I have to confess that I wasn't sure we were going to be able to pull it off. Our house was on the market for 3.5 months. At the three-month mark, we started connecting with a realtor. We came very close to signing with them. In fact, their forms were in my e-mail inbox; I just didn't have time to deal with them because I was scurrying to meet my book deadline. And then we received an offer.
Selling a house is hard, hard work, but it's hard whether you work with a realtor or not. The hardest parts of selling our house included:
- Getting our house ready to go on the market (purging, decluttering, organizing, and cleaning)
- Keeping our house in show-ready condition constantly (daily vacuuming, clearing off the bathroom sink, putting away Henry's changing table, etc.)
And we would have had to do those things even if we went with a realtor.
If you're on the cusp of wondering whether or not you should try to sell your home yourself, this series is for you. I'm going to do a couple posts about how to sell your own home (including things I wish we would have done but didn't). An important point to remember is that trying to sell your house yourself does not mean that you can't later list it with an agent. The only things you have to lose are the money you spend making signs, the small commission you pay to list your house on the MLS, and the extra time it might take.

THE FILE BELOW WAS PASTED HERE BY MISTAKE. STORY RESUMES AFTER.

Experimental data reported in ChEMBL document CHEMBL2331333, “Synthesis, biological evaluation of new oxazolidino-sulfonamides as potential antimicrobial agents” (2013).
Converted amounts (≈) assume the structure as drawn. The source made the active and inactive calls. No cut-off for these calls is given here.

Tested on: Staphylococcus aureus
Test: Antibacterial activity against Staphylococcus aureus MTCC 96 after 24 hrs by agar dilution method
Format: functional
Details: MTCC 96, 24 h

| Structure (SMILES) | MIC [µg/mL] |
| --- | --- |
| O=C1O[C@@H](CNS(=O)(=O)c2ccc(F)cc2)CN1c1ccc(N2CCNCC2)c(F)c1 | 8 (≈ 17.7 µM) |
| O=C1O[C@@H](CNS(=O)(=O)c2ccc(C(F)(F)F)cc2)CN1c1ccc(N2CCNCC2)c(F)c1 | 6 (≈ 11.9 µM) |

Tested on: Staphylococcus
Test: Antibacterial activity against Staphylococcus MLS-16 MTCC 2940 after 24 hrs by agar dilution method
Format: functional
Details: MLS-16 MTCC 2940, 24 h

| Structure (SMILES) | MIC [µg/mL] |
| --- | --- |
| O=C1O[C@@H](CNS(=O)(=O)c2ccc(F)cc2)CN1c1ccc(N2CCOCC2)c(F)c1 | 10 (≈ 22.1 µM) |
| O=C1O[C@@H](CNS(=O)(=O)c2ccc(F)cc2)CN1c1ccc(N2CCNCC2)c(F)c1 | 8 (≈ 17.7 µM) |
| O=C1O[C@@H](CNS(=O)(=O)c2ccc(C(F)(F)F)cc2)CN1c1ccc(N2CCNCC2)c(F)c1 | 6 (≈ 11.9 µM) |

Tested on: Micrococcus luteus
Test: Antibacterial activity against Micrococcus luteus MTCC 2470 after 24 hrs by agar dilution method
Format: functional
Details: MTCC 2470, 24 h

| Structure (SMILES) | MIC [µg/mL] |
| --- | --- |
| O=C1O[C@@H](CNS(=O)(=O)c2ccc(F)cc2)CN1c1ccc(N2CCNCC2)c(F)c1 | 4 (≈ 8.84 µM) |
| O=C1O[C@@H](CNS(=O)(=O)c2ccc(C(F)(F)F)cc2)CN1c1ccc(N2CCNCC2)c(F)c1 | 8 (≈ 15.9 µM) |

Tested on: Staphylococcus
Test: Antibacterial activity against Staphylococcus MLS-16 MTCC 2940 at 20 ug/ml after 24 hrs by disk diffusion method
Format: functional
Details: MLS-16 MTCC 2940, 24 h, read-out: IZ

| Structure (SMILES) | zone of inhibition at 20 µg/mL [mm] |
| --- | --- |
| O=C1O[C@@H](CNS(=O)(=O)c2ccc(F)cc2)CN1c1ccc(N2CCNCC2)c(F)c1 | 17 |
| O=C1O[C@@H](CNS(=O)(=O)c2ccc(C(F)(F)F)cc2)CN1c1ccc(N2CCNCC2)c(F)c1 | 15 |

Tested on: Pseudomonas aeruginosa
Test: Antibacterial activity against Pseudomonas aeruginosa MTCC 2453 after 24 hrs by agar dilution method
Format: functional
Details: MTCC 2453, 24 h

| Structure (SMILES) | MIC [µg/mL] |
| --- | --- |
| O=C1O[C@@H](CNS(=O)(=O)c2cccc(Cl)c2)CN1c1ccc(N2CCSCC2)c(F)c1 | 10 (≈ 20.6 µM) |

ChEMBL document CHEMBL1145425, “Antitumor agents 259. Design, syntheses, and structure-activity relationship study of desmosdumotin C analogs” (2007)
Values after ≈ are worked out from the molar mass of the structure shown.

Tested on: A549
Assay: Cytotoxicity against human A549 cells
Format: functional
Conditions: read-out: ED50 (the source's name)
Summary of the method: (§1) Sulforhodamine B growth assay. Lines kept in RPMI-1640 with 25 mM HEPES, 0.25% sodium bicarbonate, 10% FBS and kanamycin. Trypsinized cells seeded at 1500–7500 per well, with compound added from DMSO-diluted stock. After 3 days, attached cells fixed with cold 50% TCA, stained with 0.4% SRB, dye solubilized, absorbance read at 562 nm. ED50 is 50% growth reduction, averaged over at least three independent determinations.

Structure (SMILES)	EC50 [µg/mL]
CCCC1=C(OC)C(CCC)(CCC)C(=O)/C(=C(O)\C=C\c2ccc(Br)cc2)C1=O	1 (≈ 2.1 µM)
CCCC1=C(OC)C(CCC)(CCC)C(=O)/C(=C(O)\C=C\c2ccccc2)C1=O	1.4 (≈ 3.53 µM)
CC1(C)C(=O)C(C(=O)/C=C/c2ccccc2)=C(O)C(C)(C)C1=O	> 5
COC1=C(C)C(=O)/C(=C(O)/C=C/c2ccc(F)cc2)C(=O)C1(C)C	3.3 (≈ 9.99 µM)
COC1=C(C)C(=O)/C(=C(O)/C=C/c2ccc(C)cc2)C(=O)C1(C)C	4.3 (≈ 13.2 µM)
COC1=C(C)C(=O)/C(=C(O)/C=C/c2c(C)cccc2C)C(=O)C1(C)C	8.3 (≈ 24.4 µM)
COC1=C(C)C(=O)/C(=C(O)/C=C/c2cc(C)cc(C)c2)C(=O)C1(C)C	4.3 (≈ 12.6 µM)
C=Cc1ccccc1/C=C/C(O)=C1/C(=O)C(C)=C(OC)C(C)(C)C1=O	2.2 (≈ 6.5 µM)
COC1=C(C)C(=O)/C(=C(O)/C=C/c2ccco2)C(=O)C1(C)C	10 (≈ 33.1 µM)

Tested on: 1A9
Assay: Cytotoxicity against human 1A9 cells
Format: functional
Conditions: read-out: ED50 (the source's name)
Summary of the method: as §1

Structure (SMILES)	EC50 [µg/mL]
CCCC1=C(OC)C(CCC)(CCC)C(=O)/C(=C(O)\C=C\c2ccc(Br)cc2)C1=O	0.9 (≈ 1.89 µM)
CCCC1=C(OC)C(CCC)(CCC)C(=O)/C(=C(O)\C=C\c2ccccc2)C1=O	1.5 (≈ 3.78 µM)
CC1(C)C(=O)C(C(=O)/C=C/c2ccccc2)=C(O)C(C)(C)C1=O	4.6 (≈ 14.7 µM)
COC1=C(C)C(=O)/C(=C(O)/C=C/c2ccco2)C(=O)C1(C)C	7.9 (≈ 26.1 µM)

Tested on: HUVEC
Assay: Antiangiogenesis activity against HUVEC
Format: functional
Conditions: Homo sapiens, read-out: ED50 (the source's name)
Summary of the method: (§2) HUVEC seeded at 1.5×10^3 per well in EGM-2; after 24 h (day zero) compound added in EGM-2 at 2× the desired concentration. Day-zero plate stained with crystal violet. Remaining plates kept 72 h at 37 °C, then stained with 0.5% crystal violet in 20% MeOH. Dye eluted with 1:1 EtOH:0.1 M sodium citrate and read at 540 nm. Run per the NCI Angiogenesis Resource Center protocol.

Step One: Get Your House Ready to Go on the Market
Oh, boy. The pretty much joyless process of selling your house begins. Whether you list your house with an agent or not, you still need to get your house ready to go on the market, which entails the following:
- Make a list of everything you want to fix before listing your house. You don't need to fix everything that's wrong (just be prepared to disclose the things that are wrong), but you should repair obvious things.
- Once you make your list, reorder everything from most important to least important, since you might not be able to get to everything. Then start working on the projects or calling folks to get quotes. For us, we needed to fix things like a broken outlet on our front porch.